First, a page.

16 May 2016
How do you ensure that everything in your business fits your brand or meets your core values?
A key example of how we use end-to-end ownership happened last week when I was interviewed by Chris Maguire for Inspire Manchester, as part of a series of events that we hold at UKFast Campus to bring together established entrepreneurs and budding startups.
We were sitting on the large leather sofa that normally occupies the top floor of my personal office, discussing UKFast and our ethos when Chris asked why I had decided to build our furniture in-house.
There are several reasons why we created that sofa, and the rest of the furniture in the office.
In a way, this sofa is just another example of how we do everything at UKFast. We aim to do everything in-house. We wrote our own telephone system, our own accounting software and our own launch platform. We even designed and built desks that change colour for our support team. We also have an internal recruitment department and five full-time teachers to provide professional development to everyone in the team.
In the early days, we were let down by suppliers and that led to us letting down clients. That’s something I never want to experience ever again, so we take control as much as we can. You are only as strong as your weakest link; that link isn’t going to be very strong if your suppliers don’t hold the same quality control standards, as you or don’t offer the same service level that you do.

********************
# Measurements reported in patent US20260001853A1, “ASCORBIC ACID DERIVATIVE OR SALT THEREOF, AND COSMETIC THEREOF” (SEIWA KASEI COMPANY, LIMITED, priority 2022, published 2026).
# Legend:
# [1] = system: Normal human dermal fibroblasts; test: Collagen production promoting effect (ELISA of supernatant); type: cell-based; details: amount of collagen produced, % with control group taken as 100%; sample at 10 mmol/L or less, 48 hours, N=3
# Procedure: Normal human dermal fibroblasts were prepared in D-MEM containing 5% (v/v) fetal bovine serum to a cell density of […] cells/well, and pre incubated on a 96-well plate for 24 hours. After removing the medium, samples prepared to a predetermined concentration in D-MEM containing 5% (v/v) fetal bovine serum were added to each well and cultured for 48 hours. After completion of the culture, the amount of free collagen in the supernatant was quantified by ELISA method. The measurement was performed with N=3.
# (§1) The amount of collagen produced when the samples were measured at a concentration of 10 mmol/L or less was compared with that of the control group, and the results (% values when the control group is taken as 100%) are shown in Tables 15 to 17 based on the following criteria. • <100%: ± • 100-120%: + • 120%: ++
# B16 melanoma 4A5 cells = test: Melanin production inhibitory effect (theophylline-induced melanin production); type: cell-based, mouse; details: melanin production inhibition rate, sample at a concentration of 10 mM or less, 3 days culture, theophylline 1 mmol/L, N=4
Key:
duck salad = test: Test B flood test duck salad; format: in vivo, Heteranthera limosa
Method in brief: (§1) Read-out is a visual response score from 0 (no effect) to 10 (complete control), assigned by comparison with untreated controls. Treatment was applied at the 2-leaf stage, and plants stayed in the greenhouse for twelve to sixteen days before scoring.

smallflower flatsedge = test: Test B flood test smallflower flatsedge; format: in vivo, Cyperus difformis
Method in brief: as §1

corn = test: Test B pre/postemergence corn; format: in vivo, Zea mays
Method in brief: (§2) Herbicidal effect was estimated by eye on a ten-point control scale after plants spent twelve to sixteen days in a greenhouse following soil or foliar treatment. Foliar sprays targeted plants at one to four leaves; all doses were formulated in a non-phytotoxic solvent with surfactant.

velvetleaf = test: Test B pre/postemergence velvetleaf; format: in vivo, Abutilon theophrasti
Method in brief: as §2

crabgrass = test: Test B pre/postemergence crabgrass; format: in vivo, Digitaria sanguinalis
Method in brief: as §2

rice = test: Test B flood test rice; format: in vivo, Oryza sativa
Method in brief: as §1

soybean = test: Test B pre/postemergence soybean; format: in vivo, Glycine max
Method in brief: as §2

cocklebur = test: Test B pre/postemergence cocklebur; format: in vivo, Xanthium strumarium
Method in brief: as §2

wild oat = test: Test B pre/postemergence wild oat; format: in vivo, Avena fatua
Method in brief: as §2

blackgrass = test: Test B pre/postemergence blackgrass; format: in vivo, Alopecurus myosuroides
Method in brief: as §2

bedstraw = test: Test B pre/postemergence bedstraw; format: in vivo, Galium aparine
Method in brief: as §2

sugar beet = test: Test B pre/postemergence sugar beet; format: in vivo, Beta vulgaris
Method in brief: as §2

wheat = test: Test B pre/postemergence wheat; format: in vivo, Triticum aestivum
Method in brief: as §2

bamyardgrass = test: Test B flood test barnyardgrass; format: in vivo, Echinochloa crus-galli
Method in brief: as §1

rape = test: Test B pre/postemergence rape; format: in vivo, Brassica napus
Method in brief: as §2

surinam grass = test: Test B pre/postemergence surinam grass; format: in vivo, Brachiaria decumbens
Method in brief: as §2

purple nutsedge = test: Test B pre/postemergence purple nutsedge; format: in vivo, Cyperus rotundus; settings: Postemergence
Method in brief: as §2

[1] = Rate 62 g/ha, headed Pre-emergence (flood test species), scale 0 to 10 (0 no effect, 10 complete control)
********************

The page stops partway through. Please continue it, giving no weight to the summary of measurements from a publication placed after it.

It sounds extreme to take control to such an extent but there are other reasons too.
You have to be smart with budgets in business. Do we spend thousands on furniture that doesn’t quite fit our bespoke needs, or do we use the team and facilities that we have already to create them ourselves?
You can only spend every pound once, so you need to be creative and try and stretch money out when you can.
When we relied on external data centres, we found that we encountered more and more problems as we grew. Prices would go up all the time and the level of service we received wasn’t enough to deliver our own best practice to our customers.
I was convinced that we’d never be able to fix this problem, unless we’d have full control and ownership. So we built our own centres!
From this angle, the sofa is a good example of our culture of ownership, where everyone is encouraged to use their skills in creative ways and find solutions to problems.
In our office, I want to create a home away from home for the whole team, where everyone feels proud and happy to spend the day in the office and makes an effort to look after the place. It’s obvious that when you create something yourself, you’re more likely to care about it.
When people feel proud of what they do and where they are, they create a happy company culture that is focussed on creativity, growth and innovation.